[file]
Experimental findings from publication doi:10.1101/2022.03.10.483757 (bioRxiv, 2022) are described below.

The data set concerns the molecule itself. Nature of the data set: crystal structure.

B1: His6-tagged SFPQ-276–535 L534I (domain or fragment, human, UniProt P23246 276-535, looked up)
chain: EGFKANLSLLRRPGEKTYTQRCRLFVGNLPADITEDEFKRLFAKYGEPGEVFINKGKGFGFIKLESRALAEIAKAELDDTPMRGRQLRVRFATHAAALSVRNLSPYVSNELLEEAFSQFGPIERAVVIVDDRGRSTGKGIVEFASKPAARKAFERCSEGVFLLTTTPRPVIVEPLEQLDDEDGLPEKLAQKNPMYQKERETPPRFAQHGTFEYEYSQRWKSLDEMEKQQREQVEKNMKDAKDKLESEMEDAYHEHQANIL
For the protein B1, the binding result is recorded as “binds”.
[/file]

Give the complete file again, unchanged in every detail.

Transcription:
Experimental findings from publication doi:10.1101/2022.03.10.483757 (bioRxiv, 2022) are described below.

The data set concerns the molecule itself. Nature of the data set: crystal structure.

B1: His6-tagged SFPQ-276–535 L534I (domain or fragment, human, UniProt P23246 276-535, looked up)
chain: EGFKANLSLLRRPGEKTYTQRCRLFVGNLPADITEDEFKRLFAKYGEPGEVFINKGKGFGFIKLESRALAEIAKAELDDTPMRGRQLRVRFATHAAALSVRNLSPYVSNELLEEAFSQFGPIERAVVIVDDRGRSTGKGIVEFASKPAARKAFERCSEGVFLLTTTPRPVIVEPLEQLDDEDGLPEKLAQKNPMYQKERETPPRFAQHGTFEYEYSQRWKSLDEMEKQQREQVEKNMKDAKDKLESEMEDAYHEHQANIL
For the protein B1, the binding result is recorded as “binds”.